Cookies on our website

We use cookies on this website, mainly to provide a secure browsing experience but also to collect statistics on how the website is used. You can find out more about the cookies we set, the information we store and how we use it on the cookies page.

Continue

skaldic

Skaldic Poetry of the Scandinavian Middle Ages

Menu Search

Rloð Lv 8VIII (Ragn 24)

Rory McTurk (ed.) 2017, ‘Ragnars saga loðbrókar 24 (Ragnarr loðbrók, Lausavísur 8)’ in Margaret Clunies Ross (ed.), Poetry in fornaldarsögur. Skaldic Poetry of the Scandinavian Middle Ages 8. Turnhout: Brepols, p. 672.

Ragnarr loðbrókLausavísur
789

Hvat er, þat er baugs ór björgum
brjótr heyri ek nú þjóta,
at myni Mundils máli
mars †svandr† ófni* hafna?
Þó skal ek þeira ráða,
þorn-Bil, ef goð vilja,
æ*gir* alnar leygjar
ókvíðandi bíða.

Hvat er, þat er ek, {brjótr baugs}, heyri nú þjóta ór björgum, at {máli Mundils} myni hafna †svandr† {ófni* mars}? Þó skal ek, {æ*gir* {leygjar alnar}}, ókvíðandi bíða þeira ráða, ef goð vilja, {þorn-Bil}.

What is that which I, {the breaker of a ring} [GENEROUS MAN], now hear howl from the cliffs, that {the close companion of Mundill <sea-king>} [SEAFARER] is likely to reject … {a snake of the sea} [SHIP]? Nevertheless, I, {the terrifier {of the fire of the forearm}} [GOLD > GENEROUS MAN], shall without fear bring those plans to fruition if the gods wish it, {clasp-Bil <goddess>} [WOMAN = Áslaug-Randalín].

Mss: 1824b(70v), 147(110v) (Ragn)

Readings: [1] Hvat: ‘[…] (at)’(?) 147;    þat er: so 147, þat 1824b;    baugs: ‘b(a)ugs’(?) so 147, ‘baux’ 1824b;    ór björgum: ór baugum 1824b, ‘[…](augum)’(?) 147    [2] brjótr: ‘bríot’ 1824b, ‘[…]t’ 147;    heyri ek þjóta: ‘heyri eg (n)u […]’(?) 147    [3] at myni: at menn 1824b, ‘(at) […]’ 147;    máli: om. 1824b, 147    [4] †svandr† ófni*: ‘svandr ofnir’ 1824b, ‘[…]uand[…] (ofn)[…]’(?) 147    [5] Þó skal ek þeira ráða: ‘(þo skal eg […] rrada)’(?) 147    [6] þorn‑Bil: þann bil 1824b, ‘[…]’ 147;    ef goð vilja: ‘[…]f god vilia’ 147    [7] æ*gir*: ‘ęgíls’ 1824b, ‘[…]gi(ls)’(?) 147;    alnar leygjar: ‘al[…]ar (le)[…]’(?) 147    [8] ókvíðandi bíða: ‘(okv)[…](nd) […]’(?) 147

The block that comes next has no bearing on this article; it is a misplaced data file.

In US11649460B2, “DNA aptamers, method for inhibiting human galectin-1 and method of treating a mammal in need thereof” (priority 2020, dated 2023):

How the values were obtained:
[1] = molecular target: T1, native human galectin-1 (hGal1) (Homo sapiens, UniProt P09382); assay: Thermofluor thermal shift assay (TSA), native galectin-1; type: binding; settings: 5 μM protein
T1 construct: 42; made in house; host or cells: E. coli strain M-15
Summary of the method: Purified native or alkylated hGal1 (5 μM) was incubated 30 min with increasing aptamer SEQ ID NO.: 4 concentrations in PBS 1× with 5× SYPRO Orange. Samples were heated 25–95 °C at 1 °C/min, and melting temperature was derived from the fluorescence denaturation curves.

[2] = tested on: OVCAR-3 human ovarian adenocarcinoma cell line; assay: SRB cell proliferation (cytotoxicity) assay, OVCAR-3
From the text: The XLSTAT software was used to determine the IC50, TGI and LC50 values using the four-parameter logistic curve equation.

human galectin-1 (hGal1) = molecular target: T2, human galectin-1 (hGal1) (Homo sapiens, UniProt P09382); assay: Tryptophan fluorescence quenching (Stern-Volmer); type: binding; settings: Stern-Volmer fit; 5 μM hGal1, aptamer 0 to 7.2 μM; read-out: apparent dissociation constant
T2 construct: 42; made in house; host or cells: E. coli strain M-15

Editions: Skj AII, 238, Skj BII, 257, Skald II, 134, NN §§2370, 3197F; FSN 1, 279 (Ragn ch. 14), Ragn 1891, 208 (ch. 14), Ragn 1906-8, 155-6, cf. 186, 211-12 (ch. 15), Ragn 1944, 94-5 (ch. 15), FSGJ 1, 266 (Ragn ch. 15), Ragn 1985, 137 (ch. 15), Ragn 2003, 50 (ch. 15); CPB II, 350.

Context: Hearing that there is much talk of his planned invasion of England, Ragnarr, speaking to Áslaug-Randalín, here answers defiantly the criticism, as he perceives it, that he is refusing to take the appropriate type of ship with him.